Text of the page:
Thursday, July 26, 2007

Review: Harry Potter 7

I finished Harry Potter and the Deathly Hallows (Book 7) yesterday and have been mulling over how I was going to give this review without giving anything away. I am pretty sure I can do, but really don't know if this will be at all useful.

I found this book to be on par with the most recent set of books in the series written by J. K. Rowling. As I read through we went through slow portions (about 150 pages in the front half of the book) as well as areas completed chocked full of action and critical events. Reading through, I found there were many times that I could not stand any of the characters and other times where the characters would do endearing things things and I really appreciate that as it gives the main characters some depth of making their own mind instead of being the saints that everyone thinks they are. If I had to fault any of the time spent on the characters, it is the lack of Draco Malfoy. His character is missed in much of the book as the previous antagonist, playing completely second fiddle to the unadulterated evil of Voldemort. In fact you spend so much time with the main three that you might even get a little tired of them.

So in the end, this is a fitting conclusion to a series that bordered on serious and silly, but created a rich world that you could almost believe in.

6 comments:

Anonymous said...

andy sez:

Thanks for the spoiler-free review. I really wonder if I'll be able to avoid them until I finally have time to read the thing.

Here's my question. This book winds up the Harry Potter series which to me (through book 6) has been considerably more entertaining than it had any right to be. I also thought it got better as it went. There's a bigger fantasy behemoth that is (purportedly) also wrapping up. One that got bogged down, got worse as it went, and turned into something less fun than it should have been. I'm assuming you've guessed Wheel of Time by now. When/if that monster is ever wrapped up, which will have the more satisfying conclusion?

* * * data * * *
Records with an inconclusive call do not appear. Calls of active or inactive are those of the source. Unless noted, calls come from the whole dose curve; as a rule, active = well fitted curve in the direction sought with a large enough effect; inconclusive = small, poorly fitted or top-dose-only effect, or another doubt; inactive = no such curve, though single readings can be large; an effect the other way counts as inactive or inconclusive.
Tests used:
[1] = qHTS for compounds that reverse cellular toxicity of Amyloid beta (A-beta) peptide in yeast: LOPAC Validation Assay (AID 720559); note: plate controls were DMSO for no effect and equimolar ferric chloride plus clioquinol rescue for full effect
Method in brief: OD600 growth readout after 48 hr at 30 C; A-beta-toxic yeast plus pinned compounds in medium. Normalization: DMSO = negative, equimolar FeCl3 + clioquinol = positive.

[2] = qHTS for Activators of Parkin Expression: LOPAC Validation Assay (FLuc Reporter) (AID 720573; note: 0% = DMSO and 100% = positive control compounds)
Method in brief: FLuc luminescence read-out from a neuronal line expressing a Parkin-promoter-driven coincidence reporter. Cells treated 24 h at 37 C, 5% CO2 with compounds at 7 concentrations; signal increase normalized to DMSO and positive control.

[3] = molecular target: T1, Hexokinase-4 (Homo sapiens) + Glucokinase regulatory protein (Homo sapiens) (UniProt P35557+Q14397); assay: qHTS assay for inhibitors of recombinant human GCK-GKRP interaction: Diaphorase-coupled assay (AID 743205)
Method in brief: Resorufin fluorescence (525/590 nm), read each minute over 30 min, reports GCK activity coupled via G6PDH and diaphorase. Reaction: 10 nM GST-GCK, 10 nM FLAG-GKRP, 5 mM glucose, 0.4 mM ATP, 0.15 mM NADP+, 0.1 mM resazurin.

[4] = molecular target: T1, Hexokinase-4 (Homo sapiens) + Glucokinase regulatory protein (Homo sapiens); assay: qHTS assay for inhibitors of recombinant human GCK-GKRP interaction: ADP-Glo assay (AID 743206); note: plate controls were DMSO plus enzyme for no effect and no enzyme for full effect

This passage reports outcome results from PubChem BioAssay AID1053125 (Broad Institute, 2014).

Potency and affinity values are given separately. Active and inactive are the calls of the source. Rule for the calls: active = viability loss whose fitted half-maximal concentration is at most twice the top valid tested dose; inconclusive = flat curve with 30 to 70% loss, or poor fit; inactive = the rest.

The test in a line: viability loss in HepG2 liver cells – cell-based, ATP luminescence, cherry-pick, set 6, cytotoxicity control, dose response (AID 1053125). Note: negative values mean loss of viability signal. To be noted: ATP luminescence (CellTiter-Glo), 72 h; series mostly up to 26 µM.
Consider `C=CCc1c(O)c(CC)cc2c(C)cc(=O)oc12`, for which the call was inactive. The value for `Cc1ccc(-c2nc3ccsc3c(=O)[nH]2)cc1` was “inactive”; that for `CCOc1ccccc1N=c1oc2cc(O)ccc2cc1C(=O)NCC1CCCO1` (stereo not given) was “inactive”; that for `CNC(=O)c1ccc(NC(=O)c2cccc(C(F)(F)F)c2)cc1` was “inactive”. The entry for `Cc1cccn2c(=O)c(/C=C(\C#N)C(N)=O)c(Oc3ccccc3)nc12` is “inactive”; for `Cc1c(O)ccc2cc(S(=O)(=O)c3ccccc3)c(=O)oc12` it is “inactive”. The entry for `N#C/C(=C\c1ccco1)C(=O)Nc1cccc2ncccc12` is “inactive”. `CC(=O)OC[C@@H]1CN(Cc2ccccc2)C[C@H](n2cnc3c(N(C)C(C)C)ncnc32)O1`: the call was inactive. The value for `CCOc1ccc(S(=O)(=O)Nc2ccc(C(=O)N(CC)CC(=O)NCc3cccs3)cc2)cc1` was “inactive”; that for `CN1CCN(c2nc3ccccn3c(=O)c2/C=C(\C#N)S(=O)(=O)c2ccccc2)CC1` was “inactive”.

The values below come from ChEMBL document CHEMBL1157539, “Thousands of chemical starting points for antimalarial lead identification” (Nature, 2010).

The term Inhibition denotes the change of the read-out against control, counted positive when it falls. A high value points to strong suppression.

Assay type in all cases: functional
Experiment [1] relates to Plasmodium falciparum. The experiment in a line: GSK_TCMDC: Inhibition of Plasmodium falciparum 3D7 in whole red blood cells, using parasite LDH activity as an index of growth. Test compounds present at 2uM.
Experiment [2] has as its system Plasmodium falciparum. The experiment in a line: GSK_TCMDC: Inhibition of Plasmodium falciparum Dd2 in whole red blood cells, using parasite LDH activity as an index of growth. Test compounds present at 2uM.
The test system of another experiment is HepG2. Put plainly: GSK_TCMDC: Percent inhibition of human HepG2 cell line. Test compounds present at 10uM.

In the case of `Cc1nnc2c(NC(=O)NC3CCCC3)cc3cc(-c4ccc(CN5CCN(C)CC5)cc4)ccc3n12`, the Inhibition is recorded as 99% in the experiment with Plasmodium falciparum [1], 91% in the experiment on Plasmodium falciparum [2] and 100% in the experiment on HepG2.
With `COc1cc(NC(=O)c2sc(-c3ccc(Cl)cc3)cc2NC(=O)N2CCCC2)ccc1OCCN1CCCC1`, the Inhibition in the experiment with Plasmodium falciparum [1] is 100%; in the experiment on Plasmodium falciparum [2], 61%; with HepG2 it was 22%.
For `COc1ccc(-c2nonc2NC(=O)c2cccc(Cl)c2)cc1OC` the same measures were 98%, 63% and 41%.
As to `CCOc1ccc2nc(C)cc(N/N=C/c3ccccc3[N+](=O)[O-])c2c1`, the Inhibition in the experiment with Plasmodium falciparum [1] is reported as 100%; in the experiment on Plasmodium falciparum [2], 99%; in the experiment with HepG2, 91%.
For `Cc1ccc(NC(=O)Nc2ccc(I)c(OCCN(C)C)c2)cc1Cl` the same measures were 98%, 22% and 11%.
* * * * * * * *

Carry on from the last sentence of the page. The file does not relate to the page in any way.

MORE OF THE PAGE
Reverend0 said...

Wheel of Time for me has really gone out the window. I will likely buy and read the rest of the series, but the hot desire that used to exist prior to book 5 is gone. My hot temper at the decline in story quality is extinguished by thought of maintaining the high bar set in the first three books and also by Robert Jordan's terminal illness.

On other fantasy notes, I am not sure if you have read George R. R. Martin, but I think the way that he is perpetually mean to all his characters would appeal to you. I am anxiously awaiting the next in that series.

Actually, the more I think of it, I don't really wait with bated breath for any books anymore. I enjoy reading, but I have found joy in so many authors of late (Neal Stephenson, John Scalzi, Charles Stross, and now Neil Gaiman) that I don't think that I can ever say that I have nothing to read.

Jay said...

Oh, RRM! And then there is Robin Hobb with the Assasins series. A different kind of pace, but lovely to read (as are the three later ones that bring this story to conclusion - The Tawny Man). I really did not get into the other ones she wrote (the Life Ship Traders) and the Shaman, but those 6 are priceless.

Terminal Illness for RJ? Bloddy hell, I missed that!

Jefe Le Gran said...

My co-workers and I have been trying to get rev0 up to date with the modern fantasy & sci-fi authors since he moved out to Washington so he'll cut out all of that Heinlein. Of course, he'll never catch up to us if he doesn't quit reading those wacky business books. :o)

As far as book suggestions, Gaiman and Stephenson are really, really good and any self respecting geek should read everything those guys write. For Gaiman, I'd start off with Neverwhere and for Stephenson, you pretty much have to read Snowcrash and Cryptonomicon.

As far as HP vs WOT, Robert Jordan has already messed up the story enough that he can't possibly wrap it up in a nice little package. HP, of course, has it's problems, but #7 is an extremely satisfying ending to the series.

Reverend0 said...

So yeah, RJ is sick. For more information, wikipedia has links to the source articles.

As for Robin Hobb, I have read the first Farseer trilogy. I found it to be a good read, but there is something about the writing style that doesn't quite jive with me, so I am not sure I want to read the second trilogy.

Amanda said...

Haven't read your blog in a while...I was a nerd and finished it the Monday after it came out...while I was on vacation in Orlando. I liked it. I want to re-read it, because I know there are points that I skimmed a little. I'm sad its over. :( At least I still have the movies to look forward to (I saw the last one on opening day with a co-worker).